Yes, it’s true. I blush to admit it. I got bitten by a snake! So much for the ‘famous last words’ at the end of my last post!
Am I used to having snakes around and so a bit blasé about them? Check.
Is it winter but the days have been warming up? Check.
Have I found snakes in the garage in spring before? Check.
Do snakes like to hang out in pipes? Check.
Did I check the tubes of the vacuum cleaner before I took it to my mother-in-law? Nyet.
Sigh. Here’s how it happened. Andrew’s mum had been talking about buying a vacuum cleaner to replace her old upright model. We had a spare vacuum cleaner in our garage that we hadn’t used since buying our wonderful Dyson machine. When the chance came to visit his mum unexpectedly, we tossed the vacuum in the back of the car to take with us. I know, I should have cleaned it, and tested it outside on the back lawn. But I put it together in her lounge room. I switched the cleaner on but there seemed to be very little suction. So I shook it up, unscrewed the fitting between the two long pipes, and then felt a sudden impact on my finger, at the same time seeing a small, thin something falling onto the floor. I immediately recognised it as a very juvenile Boiga irregularis, aka the brown tree snake. The poor little thing must have been terrified out of its brain, almost sucked into the vacuum cleaner, then shaken violently and seemingly attacked by a giant.
This is the same species that I stepped on a while ago in my house, and that one hadn’t bitten me. I’d done research then, so I knew it was venomous but not harmful to humans. Members of this species are rear-fanged, and are reluctant to even bite if they can help it. According to this website:
Rear-fanged snakes have an enlarged tooth at the back end of the upper jaw. A groove runs down the tooth and conducts venom which is secreted from a special gland. Most rear-fanged snakes are not known to be dangerous to human beings …
There is a theory that the rear-fangedness is an advantage when eating prey like frogs which tend to expand their bodies when caught. The fangs “pop” the expanded prey, making it easier to swallow. Just how accurate this theory is, I don’t know, but it makes a good story. The backwards-facing teeth help the motion of the prey down the throat.
Although I was confident I wasn’t in trouble, I thought it wise to get to the nearest hospital post-haste and get a medical opinion, so Andrew drove me there. It’s only 5 minutes away from the house. I told Joss to keep an eye on the snake, not approach it, and ring emergency 000 while we were away. They could send a snake handler to catch it. I ran through the DRABC of first aid. Danger – yes, snake is still here. So don’t muck with it. R – response – yes, I’m certainly awake. A – my airway is clear. B – I’m breathing. C – circulation – I sure have a pulse. No need for cardiac compression.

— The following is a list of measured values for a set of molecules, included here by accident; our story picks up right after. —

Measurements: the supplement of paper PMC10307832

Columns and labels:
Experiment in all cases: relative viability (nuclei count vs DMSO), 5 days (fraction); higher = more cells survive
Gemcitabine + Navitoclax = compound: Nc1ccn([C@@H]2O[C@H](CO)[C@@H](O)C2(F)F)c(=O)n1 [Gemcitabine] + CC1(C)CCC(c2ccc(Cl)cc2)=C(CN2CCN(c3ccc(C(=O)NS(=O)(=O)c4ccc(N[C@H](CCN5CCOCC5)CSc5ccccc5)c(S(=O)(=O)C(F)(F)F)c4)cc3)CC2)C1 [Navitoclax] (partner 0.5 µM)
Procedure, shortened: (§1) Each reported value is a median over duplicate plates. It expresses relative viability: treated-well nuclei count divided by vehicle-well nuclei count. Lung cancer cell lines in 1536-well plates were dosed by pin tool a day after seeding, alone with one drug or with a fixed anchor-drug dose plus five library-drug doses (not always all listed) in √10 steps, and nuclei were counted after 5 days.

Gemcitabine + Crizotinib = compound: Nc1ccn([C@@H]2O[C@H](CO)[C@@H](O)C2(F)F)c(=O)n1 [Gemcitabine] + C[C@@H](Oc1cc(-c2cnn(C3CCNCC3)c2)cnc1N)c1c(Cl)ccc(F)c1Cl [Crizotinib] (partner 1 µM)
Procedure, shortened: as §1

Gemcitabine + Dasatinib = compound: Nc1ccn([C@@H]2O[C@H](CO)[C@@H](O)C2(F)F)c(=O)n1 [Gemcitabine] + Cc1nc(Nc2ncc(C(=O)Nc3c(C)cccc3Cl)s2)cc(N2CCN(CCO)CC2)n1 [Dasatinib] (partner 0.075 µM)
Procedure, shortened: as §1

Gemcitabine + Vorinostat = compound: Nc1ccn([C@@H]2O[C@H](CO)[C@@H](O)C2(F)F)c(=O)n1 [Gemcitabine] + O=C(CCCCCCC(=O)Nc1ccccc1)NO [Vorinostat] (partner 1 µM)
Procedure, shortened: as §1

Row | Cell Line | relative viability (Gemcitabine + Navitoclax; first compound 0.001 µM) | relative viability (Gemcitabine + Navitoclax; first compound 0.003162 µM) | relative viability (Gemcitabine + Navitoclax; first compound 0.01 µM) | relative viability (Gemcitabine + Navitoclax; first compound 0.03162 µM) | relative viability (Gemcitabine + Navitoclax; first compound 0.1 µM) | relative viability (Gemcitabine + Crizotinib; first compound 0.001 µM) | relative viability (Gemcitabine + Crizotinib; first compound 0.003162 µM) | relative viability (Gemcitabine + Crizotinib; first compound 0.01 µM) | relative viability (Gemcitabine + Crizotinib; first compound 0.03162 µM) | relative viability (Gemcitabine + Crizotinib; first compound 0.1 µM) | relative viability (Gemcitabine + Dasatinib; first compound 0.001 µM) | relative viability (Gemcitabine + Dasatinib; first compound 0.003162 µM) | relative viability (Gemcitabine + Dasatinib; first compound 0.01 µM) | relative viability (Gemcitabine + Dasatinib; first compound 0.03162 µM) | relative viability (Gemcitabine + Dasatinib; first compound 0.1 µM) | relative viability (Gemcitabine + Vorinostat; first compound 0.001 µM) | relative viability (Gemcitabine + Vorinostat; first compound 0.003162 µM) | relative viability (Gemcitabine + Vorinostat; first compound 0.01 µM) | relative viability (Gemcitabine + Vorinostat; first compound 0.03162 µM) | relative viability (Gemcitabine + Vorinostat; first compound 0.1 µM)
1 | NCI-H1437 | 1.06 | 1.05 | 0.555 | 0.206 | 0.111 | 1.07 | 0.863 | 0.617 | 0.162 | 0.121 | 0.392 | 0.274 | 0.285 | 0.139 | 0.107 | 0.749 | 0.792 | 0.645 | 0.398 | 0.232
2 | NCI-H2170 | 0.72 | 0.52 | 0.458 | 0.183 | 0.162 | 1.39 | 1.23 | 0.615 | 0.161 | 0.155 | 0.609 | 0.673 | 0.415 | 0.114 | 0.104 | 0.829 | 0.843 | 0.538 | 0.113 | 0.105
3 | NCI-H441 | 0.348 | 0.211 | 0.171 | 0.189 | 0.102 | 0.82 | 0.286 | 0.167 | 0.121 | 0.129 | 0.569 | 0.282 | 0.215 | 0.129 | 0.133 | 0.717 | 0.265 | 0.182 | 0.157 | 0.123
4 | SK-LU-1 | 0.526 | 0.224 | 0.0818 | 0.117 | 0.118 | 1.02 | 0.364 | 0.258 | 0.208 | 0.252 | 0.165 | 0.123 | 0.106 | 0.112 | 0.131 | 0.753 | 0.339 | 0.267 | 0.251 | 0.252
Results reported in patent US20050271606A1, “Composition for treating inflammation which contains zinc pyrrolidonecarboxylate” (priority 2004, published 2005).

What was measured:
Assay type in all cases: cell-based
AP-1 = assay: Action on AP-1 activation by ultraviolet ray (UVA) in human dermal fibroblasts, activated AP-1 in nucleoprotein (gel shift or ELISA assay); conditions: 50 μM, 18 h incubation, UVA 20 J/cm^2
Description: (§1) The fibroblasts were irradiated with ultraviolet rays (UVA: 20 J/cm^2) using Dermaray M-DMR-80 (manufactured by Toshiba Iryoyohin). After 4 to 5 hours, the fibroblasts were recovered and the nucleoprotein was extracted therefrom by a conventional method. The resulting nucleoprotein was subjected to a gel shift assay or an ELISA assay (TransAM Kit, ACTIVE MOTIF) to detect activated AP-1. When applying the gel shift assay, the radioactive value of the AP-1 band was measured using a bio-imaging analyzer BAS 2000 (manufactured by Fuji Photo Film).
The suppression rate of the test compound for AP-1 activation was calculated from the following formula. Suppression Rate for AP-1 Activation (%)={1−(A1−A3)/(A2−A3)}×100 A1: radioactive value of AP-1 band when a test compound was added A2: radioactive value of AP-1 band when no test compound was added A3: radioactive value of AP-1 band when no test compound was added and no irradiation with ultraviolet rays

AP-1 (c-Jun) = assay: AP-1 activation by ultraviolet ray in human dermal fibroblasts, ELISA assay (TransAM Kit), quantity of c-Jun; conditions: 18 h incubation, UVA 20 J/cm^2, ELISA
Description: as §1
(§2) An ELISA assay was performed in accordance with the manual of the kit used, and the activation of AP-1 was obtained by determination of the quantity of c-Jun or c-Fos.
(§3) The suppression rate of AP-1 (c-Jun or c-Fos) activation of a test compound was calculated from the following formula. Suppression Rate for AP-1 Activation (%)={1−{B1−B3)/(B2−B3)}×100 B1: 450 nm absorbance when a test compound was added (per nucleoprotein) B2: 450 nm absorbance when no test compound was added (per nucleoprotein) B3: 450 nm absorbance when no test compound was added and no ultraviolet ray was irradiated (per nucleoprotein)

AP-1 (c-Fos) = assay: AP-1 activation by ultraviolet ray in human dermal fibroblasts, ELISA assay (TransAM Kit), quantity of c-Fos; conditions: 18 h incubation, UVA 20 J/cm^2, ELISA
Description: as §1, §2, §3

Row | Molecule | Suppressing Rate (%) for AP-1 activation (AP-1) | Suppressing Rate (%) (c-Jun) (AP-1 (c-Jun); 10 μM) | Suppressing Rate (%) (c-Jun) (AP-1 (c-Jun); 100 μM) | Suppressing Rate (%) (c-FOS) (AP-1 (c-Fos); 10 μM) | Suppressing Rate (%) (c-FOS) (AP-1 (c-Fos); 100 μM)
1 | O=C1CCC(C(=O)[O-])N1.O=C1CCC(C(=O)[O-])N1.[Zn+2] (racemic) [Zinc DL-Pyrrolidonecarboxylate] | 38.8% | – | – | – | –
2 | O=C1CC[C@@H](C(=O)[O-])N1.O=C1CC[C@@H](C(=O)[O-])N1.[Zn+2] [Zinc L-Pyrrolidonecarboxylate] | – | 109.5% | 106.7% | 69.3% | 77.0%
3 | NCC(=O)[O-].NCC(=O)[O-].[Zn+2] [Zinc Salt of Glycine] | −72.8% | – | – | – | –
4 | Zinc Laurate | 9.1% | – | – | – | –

I was taken into emergency fairly quickly, and a nurse wrapped up my arm in a couple of compression bandages first thing. This gives a good four or five hours respite as long as you don’t move the limb, as the venom has to go through the lymph system before it gets into the blood stream. The nurse sat me in front of the Internet to confirm identification – Andrew had handily taken a photo of it, too (not good enough for this post, but enough for her to agree with my ID). The previous photo on Andrew’s camera was of a brown snake (highly dangerous) that we’d seen the previous weekend at a reptile workshop, but I assured her it was not the snake in question. So she let me go with a couple more compression bandages ‘for home use’. There was no venom on the cut for ID purposes and I was feeling fine.
While I was away, and before Andrew got back to Joss’s house, she had got onto the police who said they’d send someone out after they’d dealt with a couple of other jobs. The snake, having a snake’s typically short attention span, decided it wanted to find something safe to hide behind, and started heading for hole in the skirting board under a desk. Joss knew she’d never sleep at night if it got there, so decided to drive it out the front door with the hose pipe of the vacuum cleaner. She was lucky not to get bitten herself, what with the snake lunging and trying to climb up her bookcases. Both of them were panicking in their own fashion.
She managed to get it out the front door, and it promptly disappeared under the house. Now this is not a good place for the snake. It’s out of its territory, does not know its feeding and watering places, and there are domestic cats all over. So I suspect it’s in for a short and unhappy life. I apologise from the bottom of my heart. I also apologise to my mother-in-law for nearly giving her a heart attack!